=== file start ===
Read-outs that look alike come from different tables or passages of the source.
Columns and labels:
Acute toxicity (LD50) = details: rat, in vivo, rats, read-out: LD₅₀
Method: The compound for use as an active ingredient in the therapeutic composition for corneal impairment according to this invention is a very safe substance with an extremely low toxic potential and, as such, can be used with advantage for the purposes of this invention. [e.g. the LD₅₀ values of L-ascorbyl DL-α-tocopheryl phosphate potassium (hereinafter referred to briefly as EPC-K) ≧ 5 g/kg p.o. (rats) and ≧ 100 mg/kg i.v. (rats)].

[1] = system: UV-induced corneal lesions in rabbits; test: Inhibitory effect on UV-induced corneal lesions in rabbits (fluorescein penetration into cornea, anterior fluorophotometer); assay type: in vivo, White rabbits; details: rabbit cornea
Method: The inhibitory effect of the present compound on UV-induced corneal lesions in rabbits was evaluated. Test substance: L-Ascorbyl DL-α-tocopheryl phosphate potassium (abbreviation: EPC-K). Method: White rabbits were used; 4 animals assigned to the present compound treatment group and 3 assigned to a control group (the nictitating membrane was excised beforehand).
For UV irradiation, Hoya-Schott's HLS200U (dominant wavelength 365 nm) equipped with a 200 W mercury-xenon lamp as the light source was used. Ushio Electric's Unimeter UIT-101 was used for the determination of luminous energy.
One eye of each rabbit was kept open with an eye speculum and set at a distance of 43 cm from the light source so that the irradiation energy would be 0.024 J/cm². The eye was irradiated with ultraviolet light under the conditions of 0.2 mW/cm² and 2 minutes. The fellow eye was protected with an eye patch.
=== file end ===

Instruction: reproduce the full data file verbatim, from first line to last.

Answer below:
Read-outs that look alike come from different tables or passages of the source.
Columns and labels:
Acute toxicity (LD50) = details: rat, in vivo, rats, read-out: LD₅₀
Method: The compound for use as an active ingredient in the therapeutic composition for corneal impairment according to this invention is a very safe substance with an extremely low toxic potential and, as such, can be used with advantage for the purposes of this invention. [e.g. the LD₅₀ values of L-ascorbyl DL-α-tocopheryl phosphate potassium (hereinafter referred to briefly as EPC-K) ≧ 5 g/kg p.o. (rats) and ≧ 100 mg/kg i.v. (rats)].

[1] = system: UV-induced corneal lesions in rabbits; test: Inhibitory effect on UV-induced corneal lesions in rabbits (fluorescein penetration into cornea, anterior fluorophotometer); assay type: in vivo, White rabbits; details: rabbit cornea
Method: The inhibitory effect of the present compound on UV-induced corneal lesions in rabbits was evaluated. Test substance: L-Ascorbyl DL-α-tocopheryl phosphate potassium (abbreviation: EPC-K). Method: White rabbits were used; 4 animals assigned to the present compound treatment group and 3 assigned to a control group (the nictitating membrane was excised beforehand).
For UV irradiation, Hoya-Schott's HLS200U (dominant wavelength 365 nm) equipped with a 200 W mercury-xenon lamp as the light source was used. Ushio Electric's Unimeter UIT-101 was used for the determination of luminous energy.
One eye of each rabbit was kept open with an eye speculum and set at a distance of 43 cm from the light source so that the irradiation energy would be 0.024 J/cm². The eye was irradiated with ultraviolet light under the conditions of 0.2 mW/cm² and 2 minutes. The fellow eye was protected with an eye patch.